BBC Vietnamese service
The Bat Nha monastery is at the centre of a complex dispute
Four years ago the Zen master Thich Nhat Hanh, a monk who popularised Buddhism in the West, was invited by the Vietnamese government to return home after 39 years in exile.
The move was seen as a sign that the authorities were becoming more tolerant of religion, a very sensitive issue in the communist state.
But four years on, there are signs that the authorities' new-found tolerance is waning.
Followers of Thich Nhat Hanh say they have been forced out of a monastery by police and angry crowds who ransacked the building over the weekend.
Reports say about 150 monks were evicted from the Bat Nha monastery and more than 200 nuns left on their own on Monday.
And Catholics in Vietnam have been embroiled in a two-year dispute with the government, holding mass demonstrations to demand that the authorities return land they say belongs to the Church.
The government believes religion should be a private matter but had begun to ease its grip on religious freedom largely for economic reasons.
Some analysts say that before joining the World Trade Organisation in 2007, Hanoi was under pressure from the US and European governments to grant people greater religious freedom.
So the government took a more relaxed approach.
Catholics have held a series of protests in recent months
Pilgrimages by party leaders to temples and shrines of famous local deities used to be very low key, but they became acceptable and were featured regularly in the media.
Monks from the pro-government Vietnam Buddhist Sangha were often invited to bless ministerial buildings or chant prayers at military funerals.
But with Vietnam now in the WTO and removed from a US State Department religion blacklist, some analysts believe the government has reverted to its old ways.
The diplomatic charm offensive worked, the thinking goes, and there are fears that any further relaxation would potentially threaten the party's monopoly on power.
For example, the government says Zen master Thich Nhat Hanh's followers were asked to leave by the monastery's abbot - they describe the standoff as a conflict between two Buddhist factions.
But critics say the clampdown began when Thich Nhat Hanh urged the government to stop controlling religion and called for the religious police to be disbanded.
There is also the land dispute between the Catholic church and the government.
Despite many high-profile meetings, the Vatican and the government have failed to reach agreement and Hanoi shows little sign of backing down.
During a recent visit to Budapest, Prime Minister Nguyen Tan Dung firmly defended Hanoi's policy, asserting that "the Vatican has no properties in Vietnam".
It seems unlikely that a consensus will be reached when the President Nguyen Minh Triet visits the Vatican later this year.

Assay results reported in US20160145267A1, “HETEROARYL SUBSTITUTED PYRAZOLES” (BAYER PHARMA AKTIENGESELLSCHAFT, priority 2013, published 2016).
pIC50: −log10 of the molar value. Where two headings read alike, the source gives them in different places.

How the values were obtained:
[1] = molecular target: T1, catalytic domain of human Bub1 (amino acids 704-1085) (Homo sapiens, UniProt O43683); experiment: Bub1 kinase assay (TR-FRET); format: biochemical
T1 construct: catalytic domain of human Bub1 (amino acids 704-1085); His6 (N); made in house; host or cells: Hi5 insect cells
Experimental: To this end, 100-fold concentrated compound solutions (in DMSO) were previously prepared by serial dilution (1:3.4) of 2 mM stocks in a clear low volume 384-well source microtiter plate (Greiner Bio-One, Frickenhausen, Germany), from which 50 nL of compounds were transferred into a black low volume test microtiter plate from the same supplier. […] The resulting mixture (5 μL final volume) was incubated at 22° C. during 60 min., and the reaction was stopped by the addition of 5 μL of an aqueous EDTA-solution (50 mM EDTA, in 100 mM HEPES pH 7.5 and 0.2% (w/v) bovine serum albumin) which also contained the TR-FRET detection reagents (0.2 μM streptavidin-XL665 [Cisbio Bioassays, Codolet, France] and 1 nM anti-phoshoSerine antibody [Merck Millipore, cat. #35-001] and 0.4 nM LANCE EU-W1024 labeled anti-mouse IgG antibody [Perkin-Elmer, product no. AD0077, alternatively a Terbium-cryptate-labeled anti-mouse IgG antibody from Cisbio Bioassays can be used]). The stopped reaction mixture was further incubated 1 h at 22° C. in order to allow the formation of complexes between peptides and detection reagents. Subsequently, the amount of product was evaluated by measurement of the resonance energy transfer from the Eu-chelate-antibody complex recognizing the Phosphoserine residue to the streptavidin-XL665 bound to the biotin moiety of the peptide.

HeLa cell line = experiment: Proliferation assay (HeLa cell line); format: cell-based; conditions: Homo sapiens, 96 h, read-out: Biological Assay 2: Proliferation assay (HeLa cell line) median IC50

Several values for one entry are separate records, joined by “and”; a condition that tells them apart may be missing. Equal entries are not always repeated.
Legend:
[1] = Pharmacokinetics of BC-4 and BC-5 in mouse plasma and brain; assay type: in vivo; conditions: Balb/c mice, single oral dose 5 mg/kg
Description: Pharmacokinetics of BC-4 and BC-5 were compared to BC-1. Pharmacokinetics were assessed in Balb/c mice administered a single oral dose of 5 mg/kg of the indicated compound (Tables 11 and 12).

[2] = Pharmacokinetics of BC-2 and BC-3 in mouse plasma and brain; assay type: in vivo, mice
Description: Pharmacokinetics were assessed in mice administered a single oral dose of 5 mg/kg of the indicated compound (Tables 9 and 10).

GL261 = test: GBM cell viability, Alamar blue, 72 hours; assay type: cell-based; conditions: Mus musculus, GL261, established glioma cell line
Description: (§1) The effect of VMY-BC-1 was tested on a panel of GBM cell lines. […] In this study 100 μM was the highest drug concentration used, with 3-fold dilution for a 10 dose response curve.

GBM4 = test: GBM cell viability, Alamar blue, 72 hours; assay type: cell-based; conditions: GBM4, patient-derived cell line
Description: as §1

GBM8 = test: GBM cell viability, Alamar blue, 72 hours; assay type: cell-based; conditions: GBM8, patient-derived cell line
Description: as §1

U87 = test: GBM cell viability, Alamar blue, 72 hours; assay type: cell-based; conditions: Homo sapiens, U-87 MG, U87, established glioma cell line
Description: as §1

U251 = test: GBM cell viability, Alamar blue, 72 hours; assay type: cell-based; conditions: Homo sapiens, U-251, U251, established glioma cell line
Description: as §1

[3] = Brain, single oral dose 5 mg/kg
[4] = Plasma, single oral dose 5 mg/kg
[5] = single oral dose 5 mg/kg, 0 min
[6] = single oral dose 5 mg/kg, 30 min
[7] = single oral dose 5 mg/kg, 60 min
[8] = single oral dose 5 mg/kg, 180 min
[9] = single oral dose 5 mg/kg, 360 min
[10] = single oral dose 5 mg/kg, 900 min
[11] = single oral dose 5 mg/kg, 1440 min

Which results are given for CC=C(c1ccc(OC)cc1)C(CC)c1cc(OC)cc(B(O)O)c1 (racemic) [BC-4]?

Religious belief is on the rise in Vietnam
Efforts to normalise relations with the Vatican have been further hampered because some Catholic activists have been jailed, and there have been confrontations between demonstrators and security forces.
State media have played down the growing tensions but the international Catholic media have published videos and news reports of the ongoing protests and tensions.
Father Huynh Cong Minh from the Archdiocese of Saigon says that ''like it or not, the Catholics in the world are organised and that is what the communist government fears the most."
Speaking to the BBC Vietnamese service he rejected accusations that the Catholic Church was acting "against the government".
However, he did say the Church should have a say in social issues and should speak out against corruption.
Nguyen Hong Duong, a pro-government former head of Hanoi's Institute of Religious Studies told the BBC that "some Catholic priests have tried to turn civil disputes into a religious issue and this must stop".
Despite the official unease, many people, and especially young professionals are increasingly turning to religion.
Millions of pilgrims now travel annually across the country to distant shrines of local deities as well as Buddhist temples and Christian churches.
As one Hanoi resident explains: "On television, we see how football players like Ronaldo make the Christian sign of the cross. So religion cannot be such a bad thing."
Also worrying for a government which does not want religion infringing on politics, is the fact that many of the country's most prominent dissidents, human rights activists and pro-democracy lawyers are Christians.
In the face of these latest religious challenges, and with the next Communist Party Congress being held in just over a year, some analysts believe that is why the old ideological instinct to exercise control might have resurfaced.